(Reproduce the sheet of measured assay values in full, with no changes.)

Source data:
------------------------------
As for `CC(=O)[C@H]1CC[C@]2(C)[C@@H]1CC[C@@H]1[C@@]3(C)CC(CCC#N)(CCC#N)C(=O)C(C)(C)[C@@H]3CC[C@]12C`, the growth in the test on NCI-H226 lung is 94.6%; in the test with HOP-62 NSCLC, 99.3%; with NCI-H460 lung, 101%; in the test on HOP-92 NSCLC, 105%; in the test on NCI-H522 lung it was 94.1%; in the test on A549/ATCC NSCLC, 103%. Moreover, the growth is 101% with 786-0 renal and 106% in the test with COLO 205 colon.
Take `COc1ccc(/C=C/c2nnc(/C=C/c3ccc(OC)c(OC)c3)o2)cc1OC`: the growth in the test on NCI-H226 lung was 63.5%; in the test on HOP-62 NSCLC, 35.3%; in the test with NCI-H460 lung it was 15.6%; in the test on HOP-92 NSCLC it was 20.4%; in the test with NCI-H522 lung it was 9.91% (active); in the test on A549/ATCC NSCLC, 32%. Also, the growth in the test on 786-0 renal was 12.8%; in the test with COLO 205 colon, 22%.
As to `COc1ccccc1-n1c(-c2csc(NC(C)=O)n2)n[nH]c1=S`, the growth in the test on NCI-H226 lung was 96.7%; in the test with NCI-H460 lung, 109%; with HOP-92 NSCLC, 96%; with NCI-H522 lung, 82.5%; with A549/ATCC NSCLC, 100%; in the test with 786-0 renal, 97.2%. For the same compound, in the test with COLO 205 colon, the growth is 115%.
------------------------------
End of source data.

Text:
As for `CC(=O)[C@H]1CC[C@]2(C)[C@@H]1CC[C@@H]1[C@@]3(C)CC(CCC#N)(CCC#N)C(=O)C(C)(C)[C@@H]3CC[C@]12C`, the growth in the test on NCI-H226 lung is 94.6%; in the test with HOP-62 NSCLC, 99.3%; with NCI-H460 lung, 101%; in the test on HOP-92 NSCLC, 105%; in the test on NCI-H522 lung it was 94.1%; in the test on A549/ATCC NSCLC, 103%. Moreover, the growth is 101% with 786-0 renal and 106% in the test with COLO 205 colon.
Take `COc1ccc(/C=C/c2nnc(/C=C/c3ccc(OC)c(OC)c3)o2)cc1OC`: the growth in the test on NCI-H226 lung was 63.5%; in the test on HOP-62 NSCLC, 35.3%; in the test with NCI-H460 lung it was 15.6%; in the test on HOP-92 NSCLC it was 20.4%; in the test with NCI-H522 lung it was 9.91% (active); in the test on A549/ATCC NSCLC, 32%. Also, the growth in the test on 786-0 renal was 12.8%; in the test with COLO 205 colon, 22%.
As to `COc1ccccc1-n1c(-c2csc(NC(C)=O)n2)n[nH]c1=S`, the growth in the test on NCI-H226 lung was 96.7%; in the test with NCI-H460 lung, 109%; with HOP-92 NSCLC, 96%; with NCI-H522 lung, 82.5%; with A549/ATCC NSCLC, 100%; in the test with 786-0 renal, 97.2%. For the same compound, in the test with COLO 205 colon, the growth is 115%.